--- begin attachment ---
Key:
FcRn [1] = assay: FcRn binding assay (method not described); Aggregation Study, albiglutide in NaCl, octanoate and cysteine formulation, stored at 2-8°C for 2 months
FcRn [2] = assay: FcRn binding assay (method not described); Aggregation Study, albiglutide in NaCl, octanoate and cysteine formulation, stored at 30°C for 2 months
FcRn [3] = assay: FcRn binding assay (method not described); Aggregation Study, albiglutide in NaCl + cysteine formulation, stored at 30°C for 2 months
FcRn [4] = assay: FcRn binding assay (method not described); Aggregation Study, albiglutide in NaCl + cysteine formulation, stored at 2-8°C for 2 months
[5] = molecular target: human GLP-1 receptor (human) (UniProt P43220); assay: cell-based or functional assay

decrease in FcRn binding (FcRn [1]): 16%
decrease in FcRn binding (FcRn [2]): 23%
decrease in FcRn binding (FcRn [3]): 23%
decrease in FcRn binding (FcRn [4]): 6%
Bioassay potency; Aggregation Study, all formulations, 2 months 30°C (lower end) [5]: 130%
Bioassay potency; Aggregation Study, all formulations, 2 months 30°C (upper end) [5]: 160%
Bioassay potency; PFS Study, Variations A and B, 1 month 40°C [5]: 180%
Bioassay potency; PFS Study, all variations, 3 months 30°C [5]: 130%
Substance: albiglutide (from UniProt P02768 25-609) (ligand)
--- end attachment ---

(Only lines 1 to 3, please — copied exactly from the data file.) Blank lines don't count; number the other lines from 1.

Key:
FcRn [1] = assay: FcRn binding assay (method not described); Aggregation Study, albiglutide in NaCl, octanoate and cysteine formulation, stored at 2-8°C for 2 months
FcRn [2] = assay: FcRn binding assay (method not described); Aggregation Study, albiglutide in NaCl, octanoate and cysteine formulation, stored at 30°C for 2 months